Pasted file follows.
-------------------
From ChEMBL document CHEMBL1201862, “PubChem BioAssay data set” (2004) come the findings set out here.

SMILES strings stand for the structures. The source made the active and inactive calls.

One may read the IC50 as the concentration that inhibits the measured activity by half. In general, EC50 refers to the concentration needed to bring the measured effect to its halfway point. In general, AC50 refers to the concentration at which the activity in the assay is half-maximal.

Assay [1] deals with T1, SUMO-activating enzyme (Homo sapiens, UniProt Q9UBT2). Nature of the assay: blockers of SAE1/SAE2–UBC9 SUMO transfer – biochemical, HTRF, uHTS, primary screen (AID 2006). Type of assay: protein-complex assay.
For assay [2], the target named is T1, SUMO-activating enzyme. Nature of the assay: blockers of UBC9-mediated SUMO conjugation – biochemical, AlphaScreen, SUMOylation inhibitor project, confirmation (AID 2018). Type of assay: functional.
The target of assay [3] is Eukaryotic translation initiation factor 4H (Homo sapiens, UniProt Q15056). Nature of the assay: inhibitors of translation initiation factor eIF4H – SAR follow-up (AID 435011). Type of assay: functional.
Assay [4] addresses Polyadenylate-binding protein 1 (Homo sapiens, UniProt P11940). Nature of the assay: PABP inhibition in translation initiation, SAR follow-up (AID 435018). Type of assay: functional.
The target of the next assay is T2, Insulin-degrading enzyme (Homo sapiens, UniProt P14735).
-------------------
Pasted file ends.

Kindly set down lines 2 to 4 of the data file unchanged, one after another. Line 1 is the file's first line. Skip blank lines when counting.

SMILES strings stand for the structures. The source made the active and inactive calls.

One may read the IC50 as the concentration that inhibits the measured activity by half. In general, EC50 refers to the concentration needed to bring the measured effect to its halfway point. In general, AC50 refers to the concentration at which the activity in the assay is half-maximal.

Assay [1] deals with T1, SUMO-activating enzyme (Homo sapiens, UniProt Q9UBT2). Nature of the assay: blockers of SAE1/SAE2–UBC9 SUMO transfer – biochemical, HTRF, uHTS, primary screen (AID 2006). Type of assay: protein-complex assay.